The only modification I would make is to add an additional smaller jib to partner with the 135%. I suggest this because the combination of the code zero + 135% will be a lot of sail area and for light air use. In 20kts true you will want some thing smaller than the zero.

I have a spare 100% genoa with a normal luff rope. I will take it to a sailmaker to see if I can have a high tensile luff rope and thimbles put in for use with the code zero furler.

To avoid chafe, all my new sails are set with the tack just above the lifelines, whereas this old sail goes right to the deck, so the sail will need to be cut down as well.

Do you see any problem with flying this sail off the code zero furler and poling it out beside the 135% RF genoa (rolled up to 100% to match) and running DDW with the two poles?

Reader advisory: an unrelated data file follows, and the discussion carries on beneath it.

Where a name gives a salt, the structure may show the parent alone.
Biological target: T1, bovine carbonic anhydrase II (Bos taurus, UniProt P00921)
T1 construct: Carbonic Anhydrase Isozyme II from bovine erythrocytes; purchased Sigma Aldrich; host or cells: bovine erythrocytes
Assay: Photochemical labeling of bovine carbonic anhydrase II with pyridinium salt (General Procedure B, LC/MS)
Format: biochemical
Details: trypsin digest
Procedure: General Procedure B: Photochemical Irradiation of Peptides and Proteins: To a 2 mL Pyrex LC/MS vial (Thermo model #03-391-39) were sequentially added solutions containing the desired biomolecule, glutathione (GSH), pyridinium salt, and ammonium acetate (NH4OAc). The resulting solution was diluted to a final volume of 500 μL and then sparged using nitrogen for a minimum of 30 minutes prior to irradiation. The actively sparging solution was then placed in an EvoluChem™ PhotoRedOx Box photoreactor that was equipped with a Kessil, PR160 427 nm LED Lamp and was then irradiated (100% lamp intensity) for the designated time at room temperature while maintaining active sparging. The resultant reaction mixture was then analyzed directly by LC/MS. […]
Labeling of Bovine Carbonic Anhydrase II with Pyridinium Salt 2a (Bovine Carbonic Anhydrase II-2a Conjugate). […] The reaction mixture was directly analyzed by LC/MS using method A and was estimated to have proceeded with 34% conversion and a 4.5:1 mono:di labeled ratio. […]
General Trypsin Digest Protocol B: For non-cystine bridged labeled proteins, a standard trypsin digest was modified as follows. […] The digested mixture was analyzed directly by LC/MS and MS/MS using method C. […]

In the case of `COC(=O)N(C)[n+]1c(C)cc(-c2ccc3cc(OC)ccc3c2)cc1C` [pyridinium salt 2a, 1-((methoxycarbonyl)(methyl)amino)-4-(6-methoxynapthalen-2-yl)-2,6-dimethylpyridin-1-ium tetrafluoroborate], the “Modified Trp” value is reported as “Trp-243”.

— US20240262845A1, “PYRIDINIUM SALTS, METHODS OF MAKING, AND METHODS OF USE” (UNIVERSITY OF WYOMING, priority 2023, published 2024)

The zero should not be set partially furled, even downwind. The fabric is light and the edges will not be properly reinforced for the loads imposed by furling. There are significant snatch/shock loads even/particularly in light downwind sailing.

We have sailed quite a bit carrying both a zero and a general purpose asymmetrical. Over time we have shifted to almost always using the zero, except for photo ops . The reason is two fold: (a) its so much easier to douse and reset, especially in brief squalls, and (b) when the wind is on the beam and we sail into a wind hole the apparent wind comes forward and the asy will collapse while the zero will not (both because the luff is supported and because it can be trimmed to much tighter angles). This puffy/holey type of conditions is relatively common. The asy is a tad faster (vmg) DDW, but the zero is not so bad sailing quite deep, and the handling advantages outweigh that little speed advantage for us.